3 Myths About Aging Athletes

The terms “aging” and “athlete” almost seem like opposites. Sports and athletics are typically considered to be a young person’s game. Many of the recommendations around exercise for older adults focus on improving basic daily activities and reducing fall risk. This is clearly important for many older adults, however many aging adults still want to participate in sports and identify as athletes.  

Here we’ll look at a few common myths that hold back the aging athlete (also known as masters athletes).

  1. Aging athletes can’t improve their body composition (i.e. build muscle and lose fat)

A major concern in older adults is the development of sarcopenia, a loss in muscle mass. It is related to strength loss, disability, and morbidity in older adults (1). Starting around age 60, muscle mass decreases by up to 1.4 % per year. However, resistance training can slow this trend and for those who haven’t resistance trained before, they can actually build muscle mass (1). It must be stated, that an older athlete, likely will not build as much muscle mass as their younger self and it will happen more slowly. For example, a 40 year old male golfer will likely build more muscle mass, more quickly than the same golfer at age 80.

With regards to fat loss, research also demonstrates that the elderly can effectively decrease body fat levels (2). That being said, this should be monitored to ensure that as weight is lost, there is not a significant loss in muscle mass, since there is already a tendency towards muscle loss.

2.Aging athletes can’t build muscle strength

In sports, strength training is crucial for performance and reduction of injury risk (3). Similar to muscle mass, strength and power tend to decrease with age. It is estimated that strength decreases by up to 3.6 % per year, starting around age 60. Fortunately, research shows that masters athletes can still improve muscle strength and power. Even adults over 80 years old have shown the ability to get stronger (1). Still overall, the elderly athlete likely develops muscle strength and power at a slower rate and to a lesser extent than their younger counterparts. For example, a 30 year old female sprinter will likely develop more strength, at a faster rate than the same woman at age 70.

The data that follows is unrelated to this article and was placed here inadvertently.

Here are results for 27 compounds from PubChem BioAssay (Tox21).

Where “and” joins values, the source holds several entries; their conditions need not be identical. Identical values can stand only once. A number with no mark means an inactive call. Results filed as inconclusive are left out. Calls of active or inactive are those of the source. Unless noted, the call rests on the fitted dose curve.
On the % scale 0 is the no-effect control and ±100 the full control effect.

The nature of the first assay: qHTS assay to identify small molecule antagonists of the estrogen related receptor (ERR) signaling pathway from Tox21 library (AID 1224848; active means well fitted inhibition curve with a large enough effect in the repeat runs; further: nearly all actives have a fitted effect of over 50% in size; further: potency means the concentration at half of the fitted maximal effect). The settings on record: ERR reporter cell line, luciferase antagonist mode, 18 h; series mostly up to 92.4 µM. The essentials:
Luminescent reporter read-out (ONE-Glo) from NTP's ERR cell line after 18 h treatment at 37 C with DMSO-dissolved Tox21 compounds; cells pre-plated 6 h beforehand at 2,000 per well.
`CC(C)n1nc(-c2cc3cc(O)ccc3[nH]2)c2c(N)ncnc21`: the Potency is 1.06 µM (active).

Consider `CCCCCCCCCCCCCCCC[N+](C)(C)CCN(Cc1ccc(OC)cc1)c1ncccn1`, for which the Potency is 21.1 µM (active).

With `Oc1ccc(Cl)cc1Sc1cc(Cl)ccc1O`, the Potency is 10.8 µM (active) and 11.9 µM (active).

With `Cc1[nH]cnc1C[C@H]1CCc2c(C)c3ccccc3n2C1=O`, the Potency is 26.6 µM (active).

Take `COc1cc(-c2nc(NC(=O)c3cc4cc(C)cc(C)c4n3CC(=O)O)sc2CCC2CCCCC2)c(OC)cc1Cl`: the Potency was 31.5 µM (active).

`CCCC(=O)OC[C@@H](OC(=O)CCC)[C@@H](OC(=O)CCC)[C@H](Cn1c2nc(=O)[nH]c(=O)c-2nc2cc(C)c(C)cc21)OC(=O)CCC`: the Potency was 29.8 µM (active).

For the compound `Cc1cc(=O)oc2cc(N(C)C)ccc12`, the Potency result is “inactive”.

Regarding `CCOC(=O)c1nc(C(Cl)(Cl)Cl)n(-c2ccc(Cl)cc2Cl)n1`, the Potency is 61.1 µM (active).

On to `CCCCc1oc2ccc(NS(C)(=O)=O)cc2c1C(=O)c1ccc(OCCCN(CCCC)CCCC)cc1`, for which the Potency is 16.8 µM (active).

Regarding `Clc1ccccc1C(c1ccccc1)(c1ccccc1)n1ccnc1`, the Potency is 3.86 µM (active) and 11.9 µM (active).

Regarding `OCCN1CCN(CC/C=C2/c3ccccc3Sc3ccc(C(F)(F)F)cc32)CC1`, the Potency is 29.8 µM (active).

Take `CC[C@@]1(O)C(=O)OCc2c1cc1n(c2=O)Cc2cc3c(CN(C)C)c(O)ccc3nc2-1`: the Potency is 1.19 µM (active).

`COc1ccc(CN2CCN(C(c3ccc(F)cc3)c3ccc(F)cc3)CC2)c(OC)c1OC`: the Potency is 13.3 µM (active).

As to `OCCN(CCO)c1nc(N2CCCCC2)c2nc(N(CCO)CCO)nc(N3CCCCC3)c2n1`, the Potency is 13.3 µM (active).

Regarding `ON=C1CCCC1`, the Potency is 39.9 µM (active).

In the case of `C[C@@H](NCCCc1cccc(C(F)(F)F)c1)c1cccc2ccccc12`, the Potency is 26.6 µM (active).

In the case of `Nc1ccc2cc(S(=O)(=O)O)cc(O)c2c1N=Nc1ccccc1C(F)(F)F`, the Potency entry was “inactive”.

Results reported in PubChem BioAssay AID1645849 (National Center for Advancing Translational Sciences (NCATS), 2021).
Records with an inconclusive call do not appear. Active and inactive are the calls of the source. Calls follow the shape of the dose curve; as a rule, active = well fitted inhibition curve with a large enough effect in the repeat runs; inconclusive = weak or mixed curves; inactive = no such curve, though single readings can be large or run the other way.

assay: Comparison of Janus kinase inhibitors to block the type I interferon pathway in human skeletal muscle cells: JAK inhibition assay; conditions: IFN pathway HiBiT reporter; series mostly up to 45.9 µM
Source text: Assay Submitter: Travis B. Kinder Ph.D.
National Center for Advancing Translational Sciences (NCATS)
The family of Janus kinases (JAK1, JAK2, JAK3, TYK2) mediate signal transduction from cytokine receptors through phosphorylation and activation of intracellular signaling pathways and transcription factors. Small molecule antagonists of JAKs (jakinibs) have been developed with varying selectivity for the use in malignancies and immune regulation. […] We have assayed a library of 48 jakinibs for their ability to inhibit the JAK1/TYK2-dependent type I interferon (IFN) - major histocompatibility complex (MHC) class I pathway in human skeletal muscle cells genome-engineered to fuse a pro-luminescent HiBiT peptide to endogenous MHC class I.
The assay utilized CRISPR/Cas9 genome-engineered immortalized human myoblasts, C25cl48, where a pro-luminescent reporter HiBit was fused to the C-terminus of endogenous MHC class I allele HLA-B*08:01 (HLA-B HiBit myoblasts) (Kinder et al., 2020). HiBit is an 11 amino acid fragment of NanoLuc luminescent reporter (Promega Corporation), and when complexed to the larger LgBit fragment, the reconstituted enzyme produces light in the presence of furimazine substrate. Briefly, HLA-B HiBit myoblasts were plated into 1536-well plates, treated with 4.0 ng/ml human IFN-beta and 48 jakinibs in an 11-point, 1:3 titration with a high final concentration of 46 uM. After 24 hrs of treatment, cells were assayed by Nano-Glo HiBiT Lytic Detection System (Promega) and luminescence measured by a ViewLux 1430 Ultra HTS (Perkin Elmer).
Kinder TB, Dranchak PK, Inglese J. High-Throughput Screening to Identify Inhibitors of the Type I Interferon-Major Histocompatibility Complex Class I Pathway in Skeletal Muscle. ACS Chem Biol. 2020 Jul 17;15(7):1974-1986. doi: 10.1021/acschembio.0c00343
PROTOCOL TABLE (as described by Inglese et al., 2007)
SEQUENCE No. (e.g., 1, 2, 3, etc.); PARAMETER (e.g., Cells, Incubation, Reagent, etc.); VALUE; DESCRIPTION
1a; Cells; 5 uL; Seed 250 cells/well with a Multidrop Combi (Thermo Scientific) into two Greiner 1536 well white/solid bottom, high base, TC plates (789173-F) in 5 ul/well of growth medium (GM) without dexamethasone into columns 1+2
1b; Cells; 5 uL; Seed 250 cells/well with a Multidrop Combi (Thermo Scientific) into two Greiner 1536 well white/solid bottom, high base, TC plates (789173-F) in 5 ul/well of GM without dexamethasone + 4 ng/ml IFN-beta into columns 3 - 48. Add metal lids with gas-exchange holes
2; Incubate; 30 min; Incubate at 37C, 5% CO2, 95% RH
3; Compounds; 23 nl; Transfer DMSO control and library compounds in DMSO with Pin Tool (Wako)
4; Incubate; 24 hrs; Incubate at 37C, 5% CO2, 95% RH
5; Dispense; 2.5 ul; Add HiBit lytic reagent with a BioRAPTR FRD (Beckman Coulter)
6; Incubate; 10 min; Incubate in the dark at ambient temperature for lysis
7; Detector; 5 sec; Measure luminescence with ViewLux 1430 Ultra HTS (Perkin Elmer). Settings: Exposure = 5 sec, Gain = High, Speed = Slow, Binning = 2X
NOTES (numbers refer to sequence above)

3. Aging athletes should only lift light weights

Due to fear of injury, many believe that older adults should only lift light weights, because lifting heavy weights is inherently dangerous. However, there is actually little evidence to support this claim. In a study examining powerlifters (who tend to use lift relatively heavy loads), there was no connection found between lifting loads greater than 85% of 1 repetition maximum (1 RM) and increased injury risk (4).

In fact, the National Strength and Conditioning Association actually recommends that older adults lift weights at a level of 70-85% of their 1 RM, because heavy loads tend to improve activation of type II muscle fibers, which help express maximal strength and power. Interestingly, lighter and moderate weights seem just as effective for building and preserving muscle mass.

Overall, older athletes can improve body composition, build muscle strength and power, and safely lift heavy weights. Of course, like with an athlete of ANY age, a training program should be tailored to their specific goals, values, training history, and medical history. Aging and athletics can go hand in hand – in the future we’ll look at more specific training considerations for masters athletes.  

References:

  1. Fragala MS, Cadore EL, Dorgo S, et al. Resistance Training for Older Adults: Position Statement From the National Strength and Conditioning Association. J Strength Cond Res. 2019;33(8):2019-2052. doi:10.1519/JSC.0000000000003230 https://pubmed.ncbi.nlm.nih.gov/31343601/
  2. Tayrose GA, Beutel BG, Cardone DA, Sherman OH. The Masters Athlete: A Review of Current Exercise and Treatment Recommendations. Sports Health. 2015;7(3):270-276. doi:10.1177/1941738114548999 https://www.ncbi.nlm.nih.gov/pmc/articles/PMC4482301/
  3. Lauersen JB, Andersen TE, Andersen LB. Strength training as superior, dose-dependent and safe prevention of acute and overuse sports injuries: a systematic review, qualitative analysis and meta-analysis. Br J Sports Med. 2018;52(24):1557-1563. doi:10.1136/bjsports-2018-099078 https://bjsm.bmj.com/content/52/24/1557
  4. https://www.strongerbyscience.com/powerlifting-injuries/

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